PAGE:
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BOC feels the heat from angry citizens

The Newton County Board of Commissioners felt the full force of citizens’ anger Tuesday night as the fallout over County Attorney Tommy Craig’s reappointment continues to unfold.

Craig’s firm was paid $1.1 million in 2014, a fact that was widely publicized by a Channel 11 news report last week on his salary, unpaid taxes and handling of county business.

The Historic Courthouse was packed and, one by one, citizens made clear just how unhappy they were, both with the board’s reappointment of Craig and certain commissioners’ reactions to citizens’ concerns.

Local resident Sandy Spears spoke of the blatant “mismanagement of resources” while Thomas Buchner received loud applause for his suggestion Craig resign.

Aaron Brooks demanded an apology from commissioners John Douglas and Levie Maddox for a joint letter to the editor that ran in The News Sunday in which they dismissed citizens who opposed Craig’s reappointment as a “modern day lynch mob.”

Wesley Dowdy, a member of the vocal group of local residents to whom Douglas and Maddox’s letter referred, told commissioners to “wake up to reality” and “stop blaming the citizens for the media attention which is caused by your lack of diligence.”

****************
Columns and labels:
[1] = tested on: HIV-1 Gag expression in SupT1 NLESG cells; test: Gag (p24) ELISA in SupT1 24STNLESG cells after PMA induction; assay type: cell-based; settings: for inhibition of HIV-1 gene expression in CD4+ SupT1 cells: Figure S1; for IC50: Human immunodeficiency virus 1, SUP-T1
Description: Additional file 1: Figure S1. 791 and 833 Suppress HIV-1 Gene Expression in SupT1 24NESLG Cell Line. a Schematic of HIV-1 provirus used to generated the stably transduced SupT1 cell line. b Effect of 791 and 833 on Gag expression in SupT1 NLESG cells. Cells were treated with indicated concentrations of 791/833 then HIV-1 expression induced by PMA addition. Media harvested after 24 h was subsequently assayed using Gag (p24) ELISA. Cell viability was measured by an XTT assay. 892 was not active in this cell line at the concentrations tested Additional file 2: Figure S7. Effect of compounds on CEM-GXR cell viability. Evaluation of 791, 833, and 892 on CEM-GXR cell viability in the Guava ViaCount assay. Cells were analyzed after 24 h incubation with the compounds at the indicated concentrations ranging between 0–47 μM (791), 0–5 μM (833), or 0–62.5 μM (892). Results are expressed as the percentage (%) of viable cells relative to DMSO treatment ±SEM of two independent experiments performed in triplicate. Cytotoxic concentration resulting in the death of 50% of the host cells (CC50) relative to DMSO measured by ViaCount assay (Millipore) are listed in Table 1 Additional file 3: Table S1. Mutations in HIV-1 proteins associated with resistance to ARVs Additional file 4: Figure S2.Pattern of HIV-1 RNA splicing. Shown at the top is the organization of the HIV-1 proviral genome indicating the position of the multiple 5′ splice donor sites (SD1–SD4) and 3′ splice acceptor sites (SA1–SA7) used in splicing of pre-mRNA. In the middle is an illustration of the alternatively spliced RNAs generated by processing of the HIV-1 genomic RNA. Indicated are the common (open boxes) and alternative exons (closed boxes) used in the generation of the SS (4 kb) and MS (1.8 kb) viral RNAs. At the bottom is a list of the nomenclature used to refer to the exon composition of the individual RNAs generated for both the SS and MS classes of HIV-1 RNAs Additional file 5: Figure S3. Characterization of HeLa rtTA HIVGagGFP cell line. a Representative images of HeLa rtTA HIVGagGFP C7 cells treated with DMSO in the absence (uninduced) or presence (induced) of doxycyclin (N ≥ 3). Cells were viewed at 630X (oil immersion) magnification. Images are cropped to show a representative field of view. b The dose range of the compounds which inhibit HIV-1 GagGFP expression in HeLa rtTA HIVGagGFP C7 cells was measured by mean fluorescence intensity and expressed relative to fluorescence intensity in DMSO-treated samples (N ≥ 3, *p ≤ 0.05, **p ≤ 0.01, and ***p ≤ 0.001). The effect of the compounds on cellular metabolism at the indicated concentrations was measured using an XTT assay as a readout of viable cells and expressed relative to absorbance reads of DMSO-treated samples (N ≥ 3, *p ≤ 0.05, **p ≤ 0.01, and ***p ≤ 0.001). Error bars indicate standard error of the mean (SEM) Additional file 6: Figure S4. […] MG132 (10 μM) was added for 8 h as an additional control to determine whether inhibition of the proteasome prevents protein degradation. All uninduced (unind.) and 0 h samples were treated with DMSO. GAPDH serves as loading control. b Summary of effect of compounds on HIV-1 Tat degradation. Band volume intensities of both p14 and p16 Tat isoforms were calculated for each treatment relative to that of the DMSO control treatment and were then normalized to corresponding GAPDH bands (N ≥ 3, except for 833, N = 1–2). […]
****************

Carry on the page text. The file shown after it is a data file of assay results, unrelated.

“The arrogant tone used in your joint letter shows your disdain for the public outcry; your actions show your lack of responsibility and point to your failures as commission members,” said Dowdy. “The facts are: We spend way too much on legal costs in this county.”

Douglas, for his part, apologized for his choice of words, saying he should have recognized the citizens as “passionate and involved.” Maddox appeared less contrite, telling the public, “I apologize…for writing a letter that challenges the community to come together.”

With the Citizens’ Comment portion over, the board quickly wrapped up its other business, which included approving two notices of public hearing related to the county landfill and a pending settlement with the East Georgia Land and Development Company.

According to attorney Bob Norman of Macon, who is mediating the deal and presented the notices, the county is considering entering into a public-private partnership for the lease and operation of the landfill that would also facilitate the purchase of land by the county.

Presumably, the land in question is the site of a proposed private landfill by the East Georgia Company, which recently won the right to build the landfill before the State Supreme Court.

See this Sunday’s edition of The News for the full story on the BOC meeting.